All patients aged ≥30 years and hospitalised for HF (ICD-10 codes I50, I42, J81.9 and I11.0) in the period between 1997 and 2006 were identified. To create a population with homogeneous HF history, patients with previous hospitalisations for HF during the period from 1978 until 1996 (diagnosis codes [ICD-10] I50, I42, J81, I11.0 and [ICD-8] 425, 4270, 4271) were excluded from the study. Those who were alive 30 days after discharge and were receiving treatment with metformin (ATC code A10BA02), sulfonylureas (ATC code A10BB) and/or insulin (ATC code A10A) formed the present study population. A further requirement was prior use of any of these agents within 90 days preceding HF hospitalisation, ensuring that all patients suffered from diabetes prior to HF hospitalisation. Patients with concomitant use of alpha-glucosides (ATC code A10BF) or thiazolidinediones (ATC code A10BG) were not included, primarily because only a small number of patients were using these agents. Baseline treatment groups were defined by the respective glucose-lowering agents used at day 30 after discharge.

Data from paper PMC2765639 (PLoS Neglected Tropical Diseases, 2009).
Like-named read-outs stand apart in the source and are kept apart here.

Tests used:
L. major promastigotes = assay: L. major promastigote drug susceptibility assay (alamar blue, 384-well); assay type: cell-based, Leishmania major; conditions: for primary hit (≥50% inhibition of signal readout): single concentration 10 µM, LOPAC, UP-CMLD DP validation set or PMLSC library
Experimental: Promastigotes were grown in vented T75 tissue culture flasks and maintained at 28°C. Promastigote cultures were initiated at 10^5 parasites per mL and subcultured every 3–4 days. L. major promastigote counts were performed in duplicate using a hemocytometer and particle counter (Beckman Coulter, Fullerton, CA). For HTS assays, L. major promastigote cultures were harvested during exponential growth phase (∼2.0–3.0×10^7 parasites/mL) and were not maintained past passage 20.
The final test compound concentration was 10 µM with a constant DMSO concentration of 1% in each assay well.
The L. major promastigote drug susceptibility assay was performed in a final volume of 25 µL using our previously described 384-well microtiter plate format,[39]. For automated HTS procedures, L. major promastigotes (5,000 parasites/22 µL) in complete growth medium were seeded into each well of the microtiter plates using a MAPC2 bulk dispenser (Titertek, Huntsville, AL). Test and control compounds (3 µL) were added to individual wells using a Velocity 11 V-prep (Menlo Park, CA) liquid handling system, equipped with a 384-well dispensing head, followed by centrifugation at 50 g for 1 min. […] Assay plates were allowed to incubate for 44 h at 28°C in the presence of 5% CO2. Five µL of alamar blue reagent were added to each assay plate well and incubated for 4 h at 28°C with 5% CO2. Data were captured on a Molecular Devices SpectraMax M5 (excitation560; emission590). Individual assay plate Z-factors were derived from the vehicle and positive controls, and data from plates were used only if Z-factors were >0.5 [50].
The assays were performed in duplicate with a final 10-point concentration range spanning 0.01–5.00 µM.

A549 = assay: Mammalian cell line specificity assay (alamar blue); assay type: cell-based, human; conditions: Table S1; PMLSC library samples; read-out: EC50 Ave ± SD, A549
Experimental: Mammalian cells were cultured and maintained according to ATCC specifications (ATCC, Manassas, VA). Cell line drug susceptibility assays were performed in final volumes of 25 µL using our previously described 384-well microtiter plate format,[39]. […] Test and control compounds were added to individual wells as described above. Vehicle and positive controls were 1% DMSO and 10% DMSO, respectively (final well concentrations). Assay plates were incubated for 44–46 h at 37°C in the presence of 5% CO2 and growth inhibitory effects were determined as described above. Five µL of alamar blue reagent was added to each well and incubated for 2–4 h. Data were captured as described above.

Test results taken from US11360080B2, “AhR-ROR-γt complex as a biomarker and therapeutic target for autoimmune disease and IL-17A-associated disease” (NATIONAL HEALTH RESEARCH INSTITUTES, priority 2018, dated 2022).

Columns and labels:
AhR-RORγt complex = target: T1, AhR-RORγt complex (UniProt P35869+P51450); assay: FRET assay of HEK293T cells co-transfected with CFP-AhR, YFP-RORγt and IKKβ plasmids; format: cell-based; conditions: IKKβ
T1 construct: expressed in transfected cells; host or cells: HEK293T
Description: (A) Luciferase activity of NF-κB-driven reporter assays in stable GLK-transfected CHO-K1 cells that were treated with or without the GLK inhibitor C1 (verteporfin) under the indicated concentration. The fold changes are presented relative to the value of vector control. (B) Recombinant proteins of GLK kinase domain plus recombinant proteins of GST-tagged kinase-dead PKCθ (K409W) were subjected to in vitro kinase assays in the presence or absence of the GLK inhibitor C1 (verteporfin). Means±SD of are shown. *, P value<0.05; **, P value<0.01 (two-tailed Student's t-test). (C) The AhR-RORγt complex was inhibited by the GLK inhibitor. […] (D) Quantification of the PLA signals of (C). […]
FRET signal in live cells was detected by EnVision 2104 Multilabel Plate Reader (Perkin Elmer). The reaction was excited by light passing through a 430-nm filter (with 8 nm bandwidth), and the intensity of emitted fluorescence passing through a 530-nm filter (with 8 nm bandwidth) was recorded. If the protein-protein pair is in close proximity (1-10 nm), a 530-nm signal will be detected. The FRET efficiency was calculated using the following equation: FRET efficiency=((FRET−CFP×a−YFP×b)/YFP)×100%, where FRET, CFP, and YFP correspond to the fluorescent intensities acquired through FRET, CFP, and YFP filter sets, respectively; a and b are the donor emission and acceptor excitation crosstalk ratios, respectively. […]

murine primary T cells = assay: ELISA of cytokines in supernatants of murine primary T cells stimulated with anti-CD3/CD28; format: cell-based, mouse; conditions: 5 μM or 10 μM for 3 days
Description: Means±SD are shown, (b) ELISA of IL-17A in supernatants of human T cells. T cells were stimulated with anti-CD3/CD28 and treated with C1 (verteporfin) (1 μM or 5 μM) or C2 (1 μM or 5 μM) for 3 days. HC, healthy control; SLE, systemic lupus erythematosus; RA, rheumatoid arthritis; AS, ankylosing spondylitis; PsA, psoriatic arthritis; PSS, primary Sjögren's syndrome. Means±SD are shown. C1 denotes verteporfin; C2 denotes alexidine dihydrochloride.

Study start and endpoints

The observational starting time point was defined as 30 days after discharge. This time point was chosen because of concerns about significant changes in medical therapy during hospitalisation, and previous work has demonstrated that in patients hospitalised for HF treatment is initiated in proximity to discharge [10].

The primary study endpoint was all-cause mortality. The population was followed until the end of 2006, giving a maximal follow-up time of 10 years. Due to the prevailing concerns regarding risk of lactic acidosis by metformin, hospitalisation or death due to lactic acidosis were also studied (ICD-10 codes E872A, E872B and E872D). In addition, the proportion of patients dying from cancer (ICD-10 codes C00–C97), diabetes-related conditions (ICD-10 codes E10–E14) and cardiovascular causes (ICD-10 codes I00–I99) were specified.

Identification of pharmacotherapy and concomitant diseases